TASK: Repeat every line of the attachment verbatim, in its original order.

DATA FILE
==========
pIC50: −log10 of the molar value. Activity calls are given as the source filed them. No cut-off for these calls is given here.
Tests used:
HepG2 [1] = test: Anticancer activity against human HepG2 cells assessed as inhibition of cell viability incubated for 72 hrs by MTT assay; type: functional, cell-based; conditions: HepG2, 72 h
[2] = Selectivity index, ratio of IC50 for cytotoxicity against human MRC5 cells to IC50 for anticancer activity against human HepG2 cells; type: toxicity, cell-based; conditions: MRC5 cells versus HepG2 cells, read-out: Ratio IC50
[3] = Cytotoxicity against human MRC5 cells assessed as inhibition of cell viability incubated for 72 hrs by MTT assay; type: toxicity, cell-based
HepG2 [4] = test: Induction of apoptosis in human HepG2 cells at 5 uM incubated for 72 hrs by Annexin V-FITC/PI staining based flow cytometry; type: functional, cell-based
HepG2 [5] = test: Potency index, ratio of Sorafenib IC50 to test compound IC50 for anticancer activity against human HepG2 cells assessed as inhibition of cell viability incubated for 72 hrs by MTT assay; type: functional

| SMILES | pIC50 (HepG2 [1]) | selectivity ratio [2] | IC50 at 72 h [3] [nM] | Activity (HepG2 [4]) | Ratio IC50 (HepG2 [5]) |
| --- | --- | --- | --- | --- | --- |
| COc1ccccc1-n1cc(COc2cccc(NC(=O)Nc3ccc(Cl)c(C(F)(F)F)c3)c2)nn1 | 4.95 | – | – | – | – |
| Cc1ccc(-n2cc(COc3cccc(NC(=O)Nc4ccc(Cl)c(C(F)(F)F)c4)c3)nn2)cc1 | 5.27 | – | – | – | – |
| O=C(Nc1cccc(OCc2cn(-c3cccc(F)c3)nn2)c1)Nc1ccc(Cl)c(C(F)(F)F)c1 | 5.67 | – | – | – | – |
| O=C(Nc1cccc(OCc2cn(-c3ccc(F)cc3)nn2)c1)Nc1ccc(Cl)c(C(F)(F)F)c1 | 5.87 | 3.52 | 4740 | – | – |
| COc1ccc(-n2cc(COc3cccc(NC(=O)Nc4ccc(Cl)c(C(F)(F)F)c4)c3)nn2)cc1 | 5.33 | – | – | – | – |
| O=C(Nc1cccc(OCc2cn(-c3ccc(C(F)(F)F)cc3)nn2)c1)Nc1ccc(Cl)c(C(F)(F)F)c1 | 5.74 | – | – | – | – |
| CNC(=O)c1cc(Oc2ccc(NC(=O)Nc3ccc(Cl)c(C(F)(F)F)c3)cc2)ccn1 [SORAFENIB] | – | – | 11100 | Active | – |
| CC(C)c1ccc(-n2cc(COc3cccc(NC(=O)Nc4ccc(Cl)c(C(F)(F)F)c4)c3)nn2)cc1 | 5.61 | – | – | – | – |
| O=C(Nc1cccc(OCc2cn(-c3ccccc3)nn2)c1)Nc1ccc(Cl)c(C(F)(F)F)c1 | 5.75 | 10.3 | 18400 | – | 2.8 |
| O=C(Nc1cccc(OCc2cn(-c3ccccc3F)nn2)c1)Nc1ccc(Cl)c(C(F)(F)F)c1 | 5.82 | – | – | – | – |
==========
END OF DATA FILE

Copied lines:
pIC50: −log10 of the molar value. Activity calls are given as the source filed them. No cut-off for these calls is given here.
Tests used:
HepG2 [1] = test: Anticancer activity against human HepG2 cells assessed as inhibition of cell viability incubated for 72 hrs by MTT assay; type: functional, cell-based; conditions: HepG2, 72 h
[2] = Selectivity index, ratio of IC50 for cytotoxicity against human MRC5 cells to IC50 for anticancer activity against human HepG2 cells; type: toxicity, cell-based; conditions: MRC5 cells versus HepG2 cells, read-out: Ratio IC50
[3] = Cytotoxicity against human MRC5 cells assessed as inhibition of cell viability incubated for 72 hrs by MTT assay; type: toxicity, cell-based
HepG2 [4] = test: Induction of apoptosis in human HepG2 cells at 5 uM incubated for 72 hrs by Annexin V-FITC/PI staining based flow cytometry; type: functional, cell-based
HepG2 [5] = test: Potency index, ratio of Sorafenib IC50 to test compound IC50 for anticancer activity against human HepG2 cells assessed as inhibition of cell viability incubated for 72 hrs by MTT assay; type: functional

| SMILES | pIC50 (HepG2 [1]) | selectivity ratio [2] | IC50 at 72 h [3] [nM] | Activity (HepG2 [4]) | Ratio IC50 (HepG2 [5]) |
| --- | --- | --- | --- | --- | --- |
| COc1ccccc1-n1cc(COc2cccc(NC(=O)Nc3ccc(Cl)c(C(F)(F)F)c3)c2)nn1 | 4.95 | – | – | – | – |
| Cc1ccc(-n2cc(COc3cccc(NC(=O)Nc4ccc(Cl)c(C(F)(F)F)c4)c3)nn2)cc1 | 5.27 | – | – | – | – |
| O=C(Nc1cccc(OCc2cn(-c3cccc(F)c3)nn2)c1)Nc1ccc(Cl)c(C(F)(F)F)c1 | 5.67 | – | – | – | – |
| O=C(Nc1cccc(OCc2cn(-c3ccc(F)cc3)nn2)c1)Nc1ccc(Cl)c(C(F)(F)F)c1 | 5.87 | 3.52 | 4740 | – | – |
| COc1ccc(-n2cc(COc3cccc(NC(=O)Nc4ccc(Cl)c(C(F)(F)F)c4)c3)nn2)cc1 | 5.33 | – | – | – | – |
| O=C(Nc1cccc(OCc2cn(-c3ccc(C(F)(F)F)cc3)nn2)c1)Nc1ccc(Cl)c(C(F)(F)F)c1 | 5.74 | – | – | – | – |
| CNC(=O)c1cc(Oc2ccc(NC(=O)Nc3ccc(Cl)c(C(F)(F)F)c3)cc2)ccn1 [SORAFENIB] | – | – | 11100 | Active | – |
| CC(C)c1ccc(-n2cc(COc3cccc(NC(=O)Nc4ccc(Cl)c(C(F)(F)F)c4)c3)nn2)cc1 | 5.61 | – | – | – | – |
| O=C(Nc1cccc(OCc2cn(-c3ccccc3)nn2)c1)Nc1ccc(Cl)c(C(F)(F)F)c1 | 5.75 | 10.3 | 18400 | – | 2.8 |
| O=C(Nc1cccc(OCc2cn(-c3ccccc3F)nn2)c1)Nc1ccc(Cl)c(C(F)(F)F)c1 | 5.82 | – | – | – | – |